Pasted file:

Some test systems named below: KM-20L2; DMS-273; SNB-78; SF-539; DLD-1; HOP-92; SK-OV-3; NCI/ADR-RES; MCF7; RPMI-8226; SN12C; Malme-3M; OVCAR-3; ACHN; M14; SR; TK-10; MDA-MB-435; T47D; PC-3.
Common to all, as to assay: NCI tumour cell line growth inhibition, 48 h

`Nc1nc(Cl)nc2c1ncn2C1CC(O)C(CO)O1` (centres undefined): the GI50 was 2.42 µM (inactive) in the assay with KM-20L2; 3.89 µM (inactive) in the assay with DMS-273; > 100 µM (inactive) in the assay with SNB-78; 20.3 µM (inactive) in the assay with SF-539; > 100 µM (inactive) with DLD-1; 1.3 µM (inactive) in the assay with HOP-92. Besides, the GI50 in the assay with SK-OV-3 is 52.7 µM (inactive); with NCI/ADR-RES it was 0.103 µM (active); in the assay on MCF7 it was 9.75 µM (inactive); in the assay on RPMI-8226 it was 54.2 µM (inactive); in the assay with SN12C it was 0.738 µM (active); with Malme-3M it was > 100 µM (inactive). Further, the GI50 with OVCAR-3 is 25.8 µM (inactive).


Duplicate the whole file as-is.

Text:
Some test systems named below: KM-20L2; DMS-273; SNB-78; SF-539; DLD-1; HOP-92; SK-OV-3; NCI/ADR-RES; MCF7; RPMI-8226; SN12C; Malme-3M; OVCAR-3; ACHN; M14; SR; TK-10; MDA-MB-435; T47D; PC-3.
Common to all, as to assay: NCI tumour cell line growth inhibition, 48 h

`Nc1nc(Cl)nc2c1ncn2C1CC(O)C(CO)O1` (centres undefined): the GI50 was 2.42 µM (inactive) in the assay with KM-20L2; 3.89 µM (inactive) in the assay with DMS-273; > 100 µM (inactive) in the assay with SNB-78; 20.3 µM (inactive) in the assay with SF-539; > 100 µM (inactive) with DLD-1; 1.3 µM (inactive) in the assay with HOP-92. Besides, the GI50 in the assay with SK-OV-3 is 52.7 µM (inactive); with NCI/ADR-RES it was 0.103 µM (active); in the assay on MCF7 it was 9.75 µM (inactive); in the assay on RPMI-8226 it was 54.2 µM (inactive); in the assay with SN12C it was 0.738 µM (active); with Malme-3M it was > 100 µM (inactive). Further, the GI50 with OVCAR-3 is 25.8 µM (inactive).